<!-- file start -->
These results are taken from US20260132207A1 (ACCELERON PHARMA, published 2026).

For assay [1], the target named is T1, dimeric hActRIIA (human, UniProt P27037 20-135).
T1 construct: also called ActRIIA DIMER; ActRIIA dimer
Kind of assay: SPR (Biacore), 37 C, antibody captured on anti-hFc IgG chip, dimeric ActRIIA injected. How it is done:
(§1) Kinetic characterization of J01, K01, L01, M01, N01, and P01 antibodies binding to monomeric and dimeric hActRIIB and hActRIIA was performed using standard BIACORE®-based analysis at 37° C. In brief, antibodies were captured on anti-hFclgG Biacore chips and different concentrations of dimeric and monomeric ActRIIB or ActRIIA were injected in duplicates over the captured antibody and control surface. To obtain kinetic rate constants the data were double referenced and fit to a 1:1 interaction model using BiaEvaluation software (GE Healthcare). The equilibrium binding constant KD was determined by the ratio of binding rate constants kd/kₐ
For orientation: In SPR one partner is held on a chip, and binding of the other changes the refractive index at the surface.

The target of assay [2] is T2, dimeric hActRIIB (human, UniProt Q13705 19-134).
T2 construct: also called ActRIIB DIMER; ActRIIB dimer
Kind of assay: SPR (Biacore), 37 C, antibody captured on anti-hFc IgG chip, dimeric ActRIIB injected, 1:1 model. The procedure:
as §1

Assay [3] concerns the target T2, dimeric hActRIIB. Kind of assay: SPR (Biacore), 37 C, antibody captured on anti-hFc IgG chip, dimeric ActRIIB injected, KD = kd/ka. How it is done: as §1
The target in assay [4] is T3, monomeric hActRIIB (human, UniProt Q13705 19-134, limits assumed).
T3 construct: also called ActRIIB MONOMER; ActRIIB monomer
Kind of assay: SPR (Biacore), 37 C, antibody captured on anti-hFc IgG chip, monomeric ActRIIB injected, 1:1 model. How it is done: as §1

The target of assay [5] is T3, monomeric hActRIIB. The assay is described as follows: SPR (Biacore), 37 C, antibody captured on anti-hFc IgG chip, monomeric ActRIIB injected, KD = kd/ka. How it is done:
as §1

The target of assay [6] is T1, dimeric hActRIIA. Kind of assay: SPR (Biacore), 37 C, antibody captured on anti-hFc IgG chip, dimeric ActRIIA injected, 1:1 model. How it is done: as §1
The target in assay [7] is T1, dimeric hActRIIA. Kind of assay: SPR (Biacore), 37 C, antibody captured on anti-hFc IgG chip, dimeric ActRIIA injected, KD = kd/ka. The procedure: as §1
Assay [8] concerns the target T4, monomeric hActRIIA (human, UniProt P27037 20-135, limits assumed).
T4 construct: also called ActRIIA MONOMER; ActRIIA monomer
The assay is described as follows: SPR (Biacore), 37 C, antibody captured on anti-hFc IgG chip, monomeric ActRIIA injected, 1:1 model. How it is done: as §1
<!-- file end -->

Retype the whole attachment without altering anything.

These results are taken from US20260132207A1 (ACCELERON PHARMA, published 2026).

For assay [1], the target named is T1, dimeric hActRIIA (human, UniProt P27037 20-135).
T1 construct: also called ActRIIA DIMER; ActRIIA dimer
Kind of assay: SPR (Biacore), 37 C, antibody captured on anti-hFc IgG chip, dimeric ActRIIA injected. How it is done:
(§1) Kinetic characterization of J01, K01, L01, M01, N01, and P01 antibodies binding to monomeric and dimeric hActRIIB and hActRIIA was performed using standard BIACORE®-based analysis at 37° C. In brief, antibodies were captured on anti-hFclgG Biacore chips and different concentrations of dimeric and monomeric ActRIIB or ActRIIA were injected in duplicates over the captured antibody and control surface. To obtain kinetic rate constants the data were double referenced and fit to a 1:1 interaction model using BiaEvaluation software (GE Healthcare). The equilibrium binding constant KD was determined by the ratio of binding rate constants kd/kₐ
For orientation: In SPR one partner is held on a chip, and binding of the other changes the refractive index at the surface.

The target of assay [2] is T2, dimeric hActRIIB (human, UniProt Q13705 19-134).
T2 construct: also called ActRIIB DIMER; ActRIIB dimer
Kind of assay: SPR (Biacore), 37 C, antibody captured on anti-hFc IgG chip, dimeric ActRIIB injected, 1:1 model. The procedure:
as §1

Assay [3] concerns the target T2, dimeric hActRIIB. Kind of assay: SPR (Biacore), 37 C, antibody captured on anti-hFc IgG chip, dimeric ActRIIB injected, KD = kd/ka. How it is done: as §1
The target in assay [4] is T3, monomeric hActRIIB (human, UniProt Q13705 19-134, limits assumed).
T3 construct: also called ActRIIB MONOMER; ActRIIB monomer
Kind of assay: SPR (Biacore), 37 C, antibody captured on anti-hFc IgG chip, monomeric ActRIIB injected, 1:1 model. How it is done: as §1

The target of assay [5] is T3, monomeric hActRIIB. The assay is described as follows: SPR (Biacore), 37 C, antibody captured on anti-hFc IgG chip, monomeric ActRIIB injected, KD = kd/ka. How it is done:
as §1

The target of assay [6] is T1, dimeric hActRIIA. Kind of assay: SPR (Biacore), 37 C, antibody captured on anti-hFc IgG chip, dimeric ActRIIA injected, 1:1 model. How it is done: as §1
The target in assay [7] is T1, dimeric hActRIIA. Kind of assay: SPR (Biacore), 37 C, antibody captured on anti-hFc IgG chip, dimeric ActRIIA injected, KD = kd/ka. The procedure: as §1
Assay [8] concerns the target T4, monomeric hActRIIA (human, UniProt P27037 20-135, limits assumed).
T4 construct: also called ActRIIA MONOMER; ActRIIA monomer
The assay is described as follows: SPR (Biacore), 37 C, antibody captured on anti-hFc IgG chip, monomeric ActRIIA injected, 1:1 model. How it is done: as §1